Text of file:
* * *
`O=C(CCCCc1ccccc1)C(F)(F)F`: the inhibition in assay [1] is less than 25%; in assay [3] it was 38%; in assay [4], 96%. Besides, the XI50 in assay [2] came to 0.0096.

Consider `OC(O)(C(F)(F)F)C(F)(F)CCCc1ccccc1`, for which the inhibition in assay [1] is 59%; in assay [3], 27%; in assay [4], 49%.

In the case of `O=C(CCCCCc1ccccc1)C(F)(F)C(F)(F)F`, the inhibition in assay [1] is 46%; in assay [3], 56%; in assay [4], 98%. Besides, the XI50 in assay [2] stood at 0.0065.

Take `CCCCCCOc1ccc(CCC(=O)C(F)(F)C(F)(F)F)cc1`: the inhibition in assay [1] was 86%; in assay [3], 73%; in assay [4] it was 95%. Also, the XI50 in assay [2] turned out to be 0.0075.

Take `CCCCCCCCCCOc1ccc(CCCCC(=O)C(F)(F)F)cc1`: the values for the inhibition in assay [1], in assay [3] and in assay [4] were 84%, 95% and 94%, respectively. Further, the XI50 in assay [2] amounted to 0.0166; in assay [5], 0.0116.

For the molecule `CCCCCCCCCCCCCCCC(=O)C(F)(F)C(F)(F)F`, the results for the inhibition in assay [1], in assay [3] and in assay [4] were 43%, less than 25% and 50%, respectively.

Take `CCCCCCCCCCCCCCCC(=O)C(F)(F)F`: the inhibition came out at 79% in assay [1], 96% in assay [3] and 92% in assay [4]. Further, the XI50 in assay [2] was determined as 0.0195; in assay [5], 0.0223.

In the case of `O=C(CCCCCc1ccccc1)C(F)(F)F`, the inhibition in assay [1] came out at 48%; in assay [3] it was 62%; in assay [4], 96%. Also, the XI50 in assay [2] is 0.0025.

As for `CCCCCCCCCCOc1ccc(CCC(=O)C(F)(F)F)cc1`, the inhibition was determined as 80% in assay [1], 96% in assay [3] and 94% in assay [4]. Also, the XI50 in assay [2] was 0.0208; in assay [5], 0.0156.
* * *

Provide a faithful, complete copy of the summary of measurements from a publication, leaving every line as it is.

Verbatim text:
`O=C(CCCCc1ccccc1)C(F)(F)F`: the inhibition in assay [1] is less than 25%; in assay [3] it was 38%; in assay [4], 96%. Besides, the XI50 in assay [2] came to 0.0096.

Consider `OC(O)(C(F)(F)F)C(F)(F)CCCc1ccccc1`, for which the inhibition in assay [1] is 59%; in assay [3], 27%; in assay [4], 49%.

In the case of `O=C(CCCCCc1ccccc1)C(F)(F)C(F)(F)F`, the inhibition in assay [1] is 46%; in assay [3], 56%; in assay [4], 98%. Besides, the XI50 in assay [2] stood at 0.0065.

Take `CCCCCCOc1ccc(CCC(=O)C(F)(F)C(F)(F)F)cc1`: the inhibition in assay [1] was 86%; in assay [3], 73%; in assay [4] it was 95%. Also, the XI50 in assay [2] turned out to be 0.0075.

Take `CCCCCCCCCCOc1ccc(CCCCC(=O)C(F)(F)F)cc1`: the values for the inhibition in assay [1], in assay [3] and in assay [4] were 84%, 95% and 94%, respectively. Further, the XI50 in assay [2] amounted to 0.0166; in assay [5], 0.0116.

For the molecule `CCCCCCCCCCCCCCCC(=O)C(F)(F)C(F)(F)F`, the results for the inhibition in assay [1], in assay [3] and in assay [4] were 43%, less than 25% and 50%, respectively.

Take `CCCCCCCCCCCCCCCC(=O)C(F)(F)F`: the inhibition came out at 79% in assay [1], 96% in assay [3] and 92% in assay [4]. Further, the XI50 in assay [2] was determined as 0.0195; in assay [5], 0.0223.

In the case of `O=C(CCCCCc1ccccc1)C(F)(F)F`, the inhibition in assay [1] came out at 48%; in assay [3] it was 62%; in assay [4], 96%. Also, the XI50 in assay [2] is 0.0025.

As for `CCCCCCCCCCOc1ccc(CCC(=O)C(F)(F)F)cc1`, the inhibition was determined as 80% in assay [1], 96% in assay [3] and 94% in assay [4]. Also, the XI50 in assay [2] was 0.0208; in assay [5], 0.0156.